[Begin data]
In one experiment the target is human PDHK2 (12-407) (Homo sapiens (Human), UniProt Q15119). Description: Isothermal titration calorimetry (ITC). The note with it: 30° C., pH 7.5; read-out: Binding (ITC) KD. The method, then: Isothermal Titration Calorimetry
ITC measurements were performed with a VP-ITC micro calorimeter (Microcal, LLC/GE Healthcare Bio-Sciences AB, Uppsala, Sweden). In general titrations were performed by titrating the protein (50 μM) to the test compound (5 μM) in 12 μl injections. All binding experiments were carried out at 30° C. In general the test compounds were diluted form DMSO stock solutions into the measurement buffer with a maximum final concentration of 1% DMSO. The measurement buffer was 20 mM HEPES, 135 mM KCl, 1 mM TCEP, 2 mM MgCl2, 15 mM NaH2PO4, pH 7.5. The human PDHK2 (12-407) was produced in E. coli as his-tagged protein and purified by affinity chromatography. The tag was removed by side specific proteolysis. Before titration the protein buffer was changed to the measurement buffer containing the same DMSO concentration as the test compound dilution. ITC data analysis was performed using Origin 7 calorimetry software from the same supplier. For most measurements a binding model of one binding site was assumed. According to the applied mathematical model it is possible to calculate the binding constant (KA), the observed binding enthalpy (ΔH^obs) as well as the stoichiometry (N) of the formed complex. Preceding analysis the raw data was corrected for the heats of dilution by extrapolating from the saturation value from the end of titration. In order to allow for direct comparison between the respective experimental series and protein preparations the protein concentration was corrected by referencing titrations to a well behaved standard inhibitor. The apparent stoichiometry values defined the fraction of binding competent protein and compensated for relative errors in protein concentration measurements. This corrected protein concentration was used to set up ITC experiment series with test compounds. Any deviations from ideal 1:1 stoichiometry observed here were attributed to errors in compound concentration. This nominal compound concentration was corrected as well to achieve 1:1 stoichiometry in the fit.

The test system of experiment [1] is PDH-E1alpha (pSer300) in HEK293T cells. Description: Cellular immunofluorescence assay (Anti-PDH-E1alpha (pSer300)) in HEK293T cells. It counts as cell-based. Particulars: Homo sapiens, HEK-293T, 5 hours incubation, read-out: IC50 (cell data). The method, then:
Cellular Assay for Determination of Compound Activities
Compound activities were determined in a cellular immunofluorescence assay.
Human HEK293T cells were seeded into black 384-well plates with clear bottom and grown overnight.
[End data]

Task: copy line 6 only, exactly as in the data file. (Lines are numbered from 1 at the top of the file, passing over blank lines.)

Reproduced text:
Human HEK293T cells were seeded into black 384-well plates with clear bottom and grown overnight.